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Sudan summons Libyan charge d'affaires over renewed accusations of supporting militias.

October 2, 2014 (KHARTOUM) -- The Sudanese foreign ministry announced on Thursday that it summoned the Libyan Charge d'affaires (CDA) to protest recent remarks by an army general in which he accused Khartoum of backing extremist groups in the North African nation.

Sudanese foreign ministry spokesperson, Youssef al-Kordofani (SUNA)

This follows a similar move on September 15th by the ministry in which the acting Libyan CDA was summoned to complain over same allegations made by Prime Minister Abdullah al-Thinni. The latter warned that Tripoli may sever ties with Khartoum as well as Doha if they continue aiding these militias.

Sudan's foreign ministry reiterated its denial of meddling in Libyan internal affairs or taking sides in the ongoing conflict.

"The misleading information transmitted by media that is attributed to Libyan [army] officer claimed Sudan's interference in the internal affairs of his country," the ministry said in a statement adding that this information is "unfounded".

It denounced attempts seeking to involve Sudan in the Libyan conflict and noted the Sudanese government's recognition of the legitimacy of the elected Council of Representatives, which meets in Tobruk.

It also called on the Libyan rivals to enter into negotiations to bring about reconciliation away from armed conflict which is wasting the energies and resources of the Libyan people and adversely affecting security in the region.

The ministry's Undersecretary Abdallah Hamad al-Azrag, according to state media (SUNA) stressed that his country stands at equal distance from all parties in Libya.

The Libyan diplomat for his part expressed regret over the "untrue" statements saying it will cast negative lights over the strong relations between the two sister nations. He affirmed Libya's desire to enhance its relations with Sudan.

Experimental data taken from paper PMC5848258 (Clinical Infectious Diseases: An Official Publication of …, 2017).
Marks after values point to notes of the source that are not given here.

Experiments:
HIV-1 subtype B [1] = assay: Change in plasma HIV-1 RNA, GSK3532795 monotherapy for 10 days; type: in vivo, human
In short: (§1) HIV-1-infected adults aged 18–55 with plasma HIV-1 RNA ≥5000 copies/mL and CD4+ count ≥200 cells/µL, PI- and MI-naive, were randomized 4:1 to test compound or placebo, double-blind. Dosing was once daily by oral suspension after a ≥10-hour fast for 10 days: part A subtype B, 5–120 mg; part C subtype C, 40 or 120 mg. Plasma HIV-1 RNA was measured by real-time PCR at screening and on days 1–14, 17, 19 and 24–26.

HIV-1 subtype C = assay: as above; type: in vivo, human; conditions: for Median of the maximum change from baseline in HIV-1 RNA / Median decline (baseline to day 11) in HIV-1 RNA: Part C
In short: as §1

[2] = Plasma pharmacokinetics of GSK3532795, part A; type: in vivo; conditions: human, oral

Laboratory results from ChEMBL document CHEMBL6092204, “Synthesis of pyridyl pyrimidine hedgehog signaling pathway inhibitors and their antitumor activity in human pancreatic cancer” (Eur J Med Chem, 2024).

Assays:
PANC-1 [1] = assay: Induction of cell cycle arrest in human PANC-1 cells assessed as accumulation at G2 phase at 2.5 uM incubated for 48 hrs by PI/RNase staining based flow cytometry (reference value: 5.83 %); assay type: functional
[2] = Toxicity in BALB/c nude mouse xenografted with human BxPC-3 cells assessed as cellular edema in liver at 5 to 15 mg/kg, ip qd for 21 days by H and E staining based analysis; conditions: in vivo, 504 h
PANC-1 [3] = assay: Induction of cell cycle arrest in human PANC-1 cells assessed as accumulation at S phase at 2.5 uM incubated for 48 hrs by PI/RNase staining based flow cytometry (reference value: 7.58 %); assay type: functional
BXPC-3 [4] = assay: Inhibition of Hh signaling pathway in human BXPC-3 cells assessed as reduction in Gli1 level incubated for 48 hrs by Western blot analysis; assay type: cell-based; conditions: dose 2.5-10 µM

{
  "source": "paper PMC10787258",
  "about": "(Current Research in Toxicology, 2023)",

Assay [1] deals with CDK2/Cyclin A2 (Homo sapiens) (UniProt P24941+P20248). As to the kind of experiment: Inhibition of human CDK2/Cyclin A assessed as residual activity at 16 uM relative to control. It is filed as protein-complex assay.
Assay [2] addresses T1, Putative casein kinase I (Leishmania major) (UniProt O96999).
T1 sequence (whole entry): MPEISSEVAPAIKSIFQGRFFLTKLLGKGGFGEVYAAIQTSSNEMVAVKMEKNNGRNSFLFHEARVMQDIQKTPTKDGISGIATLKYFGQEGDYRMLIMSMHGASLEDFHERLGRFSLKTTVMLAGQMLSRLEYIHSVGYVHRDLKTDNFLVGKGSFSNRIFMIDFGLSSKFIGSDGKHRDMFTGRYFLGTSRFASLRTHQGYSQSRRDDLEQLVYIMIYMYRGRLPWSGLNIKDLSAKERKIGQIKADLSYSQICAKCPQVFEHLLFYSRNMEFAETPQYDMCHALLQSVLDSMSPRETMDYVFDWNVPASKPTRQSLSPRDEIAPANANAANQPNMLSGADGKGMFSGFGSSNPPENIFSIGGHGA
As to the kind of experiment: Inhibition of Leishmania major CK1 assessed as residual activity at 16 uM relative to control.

He also thanked Sudan for supporting the 2011 Libyan revolution against Gaddafi and its recognition of the parliament in Tobruk.

A statement by the Libyan government last month claimed that a Sudanese military transport plane bound for Tripoli airport, which is currently under the control of an Islamist armed group known as Misrata, entered its airspace.

It noted that this action by Sudan violates Libya's sovereignty and constitutes interference in its affairs, adding that they formally informed the Sudanese military attache that he is persona non grata.

However, Sudan's foreign ministry and National Intelligence and Security Services (NISS) asserted that the plane mentioned in the media that landed at Kufra airport carried and unloaded supplies for use by the joint Sudanese-Libyan border control forces at the request of its Libyan commander.

Colonel Mohammed Hejazi, a spokesman for the Libyan National Army that is loyal to retired Libyan general Khalifa Heftar, said at the time that investigations are underway on the landing of the aircraft.

"This is not the first time, but the recent incident is in the process of being investigated and scrutinized. There is an intelligence war that emerged from under the cloak of Muslim Brotherhood," he told Sky News Arabia TV.

He added that intelligence bodies in states that are supportive of the Muslim Brotherhood were involved with funding arms shipments which coincided with news that Khartoum received Nouri Abusahmain, president of the previous session of the Libyan General National Congress (GNC) which was dominated by Islamists and is challenging the legitimacy of the elected parliament.

The GNC refused to stand down at the end of its term earlier this year and extended it and extended its mandate another year which prompted General Heftar to call for its dissolution and forming an interim government to oversee new elections.

Last May, pro-Heftar forces launched a major offensive against Islamist militias dubbed as 'Operation Dignity'.

Libya's government and elected House of Representatives last month relocated to the remote eastern city of Tobruk after an armed group from the western city of Misrata seized the capital Tripoli and most government institutions.

Those now in control of Tripoli have set up a rival parliament and government that have not been recognized by the international community.

Libya has been plagued by political infighting, with government and parliament unable to control militias that have continued to defy state authority since ousting Muammar Gaddafi in 2011.

It is widely viewed that Qatar, Turkey and Sudan are backing Islamist militias while countries like Egypt and United Arab Emirates (UAE) are backing Heftar.

Last August, the United States said that UAE and Egypt secretly bombed Islamist militia in Libya.

Sudan has vehemently denied accusations in recent months of backing any side in the Libyan conflict.

(ST)

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Publication:Sudan Tribune (Sudan)
Geographic Code:6LIBY
Date:Oct 3, 2014
Words:752
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